The Top 10 Things we learned editing Politics

After 6 years our time as the editors-in-chief of Politics has come to an end. Here are the top 10 things we learned.

Editing a journal is a demanding but rewarding experience. Having reflected upon our time in the role, here are the most important things we learned:

  1.  Reviewers are the back-bone of scholarly research. The overwhelming majority of reviewers are conscientious, constructive, and considered in their feedback. Over 100s of submissions, we can count on two hands the number of reviews we received that were either inappropriate, incompetent, and/or incomplete. We know from personal experience that an inappropriate review can do lasting damage. Thus, it is important that colleagues continue to provide constructive peer review and do so at the ratio of least 3 reviews for every journal, book, or proposal submission they make. And it is important that editorial teams offer advice on what makes for a good peer review, remove inappropriate reviews from the process, and use functions available through online submission systems to share best practice amongst reviewers.
  2. Abstracts are important. The old adage about never getting a second chance to make a first impression holds with academic papers. A well-written abstract that is able to capture the central argument of the paper, key findings supporting the argument, the original contribution, and its significance to a specific body of literature that sets a strong platform and positively influences editorial teams, reviewers, and readers. A poorly constructed abstract, while not necessarily fatal, puts one at a disadvantage, even if what follows is higher quality.
  3. Titles are important. An editor, reviewer, and reader should be able to understand what your paper is about from the title. The best titles are able to convey the central argument in an accessible manner: e.g., Gender Matters! Bad titles involve puns, pop cultural references of limited import, or strings of key words. Coming up with a good title is hard work.
  4. Promotion is important. We know that for many colleagues, the idea of promoting research is anathema to what scholarship is supposed to be about. The reality is that the volume of high quality scholarship going into circulation in any subfield means that it is increasingly difficult for anyone to keep on top of the latest research. We all need help. Promoting work on social media, writing blog posts about key findings, and ensuring that freely accessible versions of papers are available through institutional repositories (in line with provisions granted by licensing agreements) are no longer optional extras, but required steps if one wishes for their research to be read.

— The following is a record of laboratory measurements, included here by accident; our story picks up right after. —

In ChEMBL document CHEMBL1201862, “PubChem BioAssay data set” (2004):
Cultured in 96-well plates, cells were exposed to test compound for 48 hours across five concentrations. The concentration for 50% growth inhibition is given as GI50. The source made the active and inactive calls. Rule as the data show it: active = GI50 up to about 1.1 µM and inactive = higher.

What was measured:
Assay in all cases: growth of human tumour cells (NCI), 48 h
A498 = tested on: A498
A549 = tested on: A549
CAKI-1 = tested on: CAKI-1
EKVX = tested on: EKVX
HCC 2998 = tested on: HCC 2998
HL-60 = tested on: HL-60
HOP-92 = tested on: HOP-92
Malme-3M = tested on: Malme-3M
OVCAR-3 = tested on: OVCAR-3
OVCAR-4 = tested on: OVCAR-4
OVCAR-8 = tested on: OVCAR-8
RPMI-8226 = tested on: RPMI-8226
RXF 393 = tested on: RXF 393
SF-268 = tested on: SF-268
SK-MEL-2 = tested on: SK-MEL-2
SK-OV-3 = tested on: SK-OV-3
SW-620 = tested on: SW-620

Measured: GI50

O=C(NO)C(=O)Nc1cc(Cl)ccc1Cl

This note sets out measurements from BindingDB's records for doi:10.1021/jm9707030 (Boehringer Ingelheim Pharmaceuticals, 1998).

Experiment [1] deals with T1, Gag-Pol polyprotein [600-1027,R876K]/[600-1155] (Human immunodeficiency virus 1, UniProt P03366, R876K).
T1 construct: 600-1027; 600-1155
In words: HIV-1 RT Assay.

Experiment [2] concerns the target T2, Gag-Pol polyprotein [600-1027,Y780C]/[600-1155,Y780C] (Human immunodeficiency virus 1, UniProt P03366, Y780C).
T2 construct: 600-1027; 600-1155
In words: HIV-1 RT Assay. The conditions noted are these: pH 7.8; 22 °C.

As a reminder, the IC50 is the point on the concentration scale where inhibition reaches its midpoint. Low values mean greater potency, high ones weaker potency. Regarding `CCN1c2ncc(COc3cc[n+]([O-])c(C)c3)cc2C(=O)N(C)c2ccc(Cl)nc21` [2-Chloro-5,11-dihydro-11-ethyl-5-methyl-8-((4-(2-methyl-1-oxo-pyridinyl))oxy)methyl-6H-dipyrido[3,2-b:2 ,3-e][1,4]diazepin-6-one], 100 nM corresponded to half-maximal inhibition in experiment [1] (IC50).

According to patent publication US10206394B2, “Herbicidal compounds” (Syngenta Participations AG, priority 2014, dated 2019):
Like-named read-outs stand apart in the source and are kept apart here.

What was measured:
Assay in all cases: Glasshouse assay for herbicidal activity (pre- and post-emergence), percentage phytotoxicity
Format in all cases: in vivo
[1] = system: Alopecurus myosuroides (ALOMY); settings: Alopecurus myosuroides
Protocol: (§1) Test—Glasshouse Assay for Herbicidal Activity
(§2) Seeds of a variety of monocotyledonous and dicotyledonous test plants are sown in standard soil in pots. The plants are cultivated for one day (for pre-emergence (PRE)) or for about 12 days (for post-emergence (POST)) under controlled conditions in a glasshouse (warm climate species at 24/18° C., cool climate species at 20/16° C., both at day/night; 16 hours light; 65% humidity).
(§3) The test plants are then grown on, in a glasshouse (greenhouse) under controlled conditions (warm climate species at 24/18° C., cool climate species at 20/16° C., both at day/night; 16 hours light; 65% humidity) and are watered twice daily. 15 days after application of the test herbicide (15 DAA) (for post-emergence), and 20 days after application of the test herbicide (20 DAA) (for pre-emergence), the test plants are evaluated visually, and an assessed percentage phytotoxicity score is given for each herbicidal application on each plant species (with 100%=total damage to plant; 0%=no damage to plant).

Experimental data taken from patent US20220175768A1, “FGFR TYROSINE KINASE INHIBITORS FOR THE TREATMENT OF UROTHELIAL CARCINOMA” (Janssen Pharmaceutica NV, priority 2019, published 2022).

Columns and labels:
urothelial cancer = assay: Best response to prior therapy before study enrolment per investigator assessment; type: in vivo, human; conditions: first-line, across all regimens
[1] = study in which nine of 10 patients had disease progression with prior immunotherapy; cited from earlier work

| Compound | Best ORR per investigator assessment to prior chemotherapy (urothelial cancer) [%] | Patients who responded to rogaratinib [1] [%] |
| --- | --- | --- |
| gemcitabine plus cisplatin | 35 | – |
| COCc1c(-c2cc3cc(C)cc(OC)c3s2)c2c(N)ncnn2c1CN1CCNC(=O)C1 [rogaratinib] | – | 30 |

5. Citations may be unpredictable, but we have learned 2 things: While it is difficult to predict what will be a highly cited paper, it is quite easy to predict what will not. A paper improves its chances of finding an audience if it is able to clearly convey the question/puzzle/gap it is addressing, its argument, key findings, methodological choices, original contribution, and the significance of the contribution alongside strong underpinning research, a good title, and proactive promotion. Unfortunately though, this is no guarantee of success and many excellent papers go without the levels of citation one might expect and the recognition that they deserve. The converse though is more simple: papers that are unclear about their contributions, leave it unstated why a reader needs to care, have an obscure title, and/or fail to make use of social media channels are guaranteed to be citation ‘heat death’.
  6. Read your proofs carefully! The production process can do odd things to your original text and generally is murder on tables. It is important to read your entire article in full and go beyond merely answering outstanding queries from the copy-editor. The last thing you want is for your brilliant article to be blighted with an incoherent passage of text.
  7. Good journal publishers do much more than many academics give them credit for. We realise that this one will be controversial, particularly in light of calls for moving away from commercial models of scholarly publishing. However, just managing the peer review process is extremely time consuming. With the demands of a contemporary academic post, editing anything but a small niche journal with a low volume of submissions would become near impossible if it also included being responsible for technical support, website maintenance, online system maintenance/support, marketing, copy-editing, production, subscriptions, distribution, and design. Yes, one could do these themselves, but with what energy and time? While we do not wish to comment on profit yields in scholarly publishing, colleagues need to keep in mind all the back of house support that makes it possible for their papers to reach academic audiences and what it costs to do so.